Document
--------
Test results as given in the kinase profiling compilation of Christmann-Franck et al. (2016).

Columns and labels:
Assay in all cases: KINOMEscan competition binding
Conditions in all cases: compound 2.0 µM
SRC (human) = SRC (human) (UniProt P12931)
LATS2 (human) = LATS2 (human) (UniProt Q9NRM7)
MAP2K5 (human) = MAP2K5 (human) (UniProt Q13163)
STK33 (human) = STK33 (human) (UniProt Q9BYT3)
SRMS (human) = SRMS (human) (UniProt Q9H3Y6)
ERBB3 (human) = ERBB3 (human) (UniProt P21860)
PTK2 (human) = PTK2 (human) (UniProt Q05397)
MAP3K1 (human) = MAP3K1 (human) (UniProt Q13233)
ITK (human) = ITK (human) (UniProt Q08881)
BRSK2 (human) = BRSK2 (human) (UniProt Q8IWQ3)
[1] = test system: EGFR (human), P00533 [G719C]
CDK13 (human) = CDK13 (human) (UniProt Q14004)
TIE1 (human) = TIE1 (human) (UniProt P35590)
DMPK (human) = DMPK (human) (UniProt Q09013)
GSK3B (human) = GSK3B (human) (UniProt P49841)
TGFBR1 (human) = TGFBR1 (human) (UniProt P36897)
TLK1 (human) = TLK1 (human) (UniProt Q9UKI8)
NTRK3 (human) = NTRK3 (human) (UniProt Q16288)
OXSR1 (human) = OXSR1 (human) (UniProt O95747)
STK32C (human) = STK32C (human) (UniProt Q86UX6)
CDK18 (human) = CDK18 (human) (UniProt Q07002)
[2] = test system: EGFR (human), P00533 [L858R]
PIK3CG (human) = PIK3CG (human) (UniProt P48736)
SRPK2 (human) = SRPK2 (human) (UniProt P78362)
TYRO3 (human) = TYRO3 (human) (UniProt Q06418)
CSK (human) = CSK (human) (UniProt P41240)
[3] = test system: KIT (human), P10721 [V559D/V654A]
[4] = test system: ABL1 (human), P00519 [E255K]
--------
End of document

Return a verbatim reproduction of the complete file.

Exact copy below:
Test results as given in the kinase profiling compilation of Christmann-Franck et al. (2016).

Columns and labels:
Assay in all cases: KINOMEscan competition binding
Conditions in all cases: compound 2.0 µM
SRC (human) = SRC (human) (UniProt P12931)
LATS2 (human) = LATS2 (human) (UniProt Q9NRM7)
MAP2K5 (human) = MAP2K5 (human) (UniProt Q13163)
STK33 (human) = STK33 (human) (UniProt Q9BYT3)
SRMS (human) = SRMS (human) (UniProt Q9H3Y6)
ERBB3 (human) = ERBB3 (human) (UniProt P21860)
PTK2 (human) = PTK2 (human) (UniProt Q05397)
MAP3K1 (human) = MAP3K1 (human) (UniProt Q13233)
ITK (human) = ITK (human) (UniProt Q08881)
BRSK2 (human) = BRSK2 (human) (UniProt Q8IWQ3)
[1] = test system: EGFR (human), P00533 [G719C]
CDK13 (human) = CDK13 (human) (UniProt Q14004)
TIE1 (human) = TIE1 (human) (UniProt P35590)
DMPK (human) = DMPK (human) (UniProt Q09013)
GSK3B (human) = GSK3B (human) (UniProt P49841)
TGFBR1 (human) = TGFBR1 (human) (UniProt P36897)
TLK1 (human) = TLK1 (human) (UniProt Q9UKI8)
NTRK3 (human) = NTRK3 (human) (UniProt Q16288)
OXSR1 (human) = OXSR1 (human) (UniProt O95747)
STK32C (human) = STK32C (human) (UniProt Q86UX6)
CDK18 (human) = CDK18 (human) (UniProt Q07002)
[2] = test system: EGFR (human), P00533 [L858R]
PIK3CG (human) = PIK3CG (human) (UniProt P48736)
SRPK2 (human) = SRPK2 (human) (UniProt P78362)
TYRO3 (human) = TYRO3 (human) (UniProt Q06418)
CSK (human) = CSK (human) (UniProt P41240)
[3] = test system: KIT (human), P10721 [V559D/V654A]
[4] = test system: ABL1 (human), P00519 [E255K]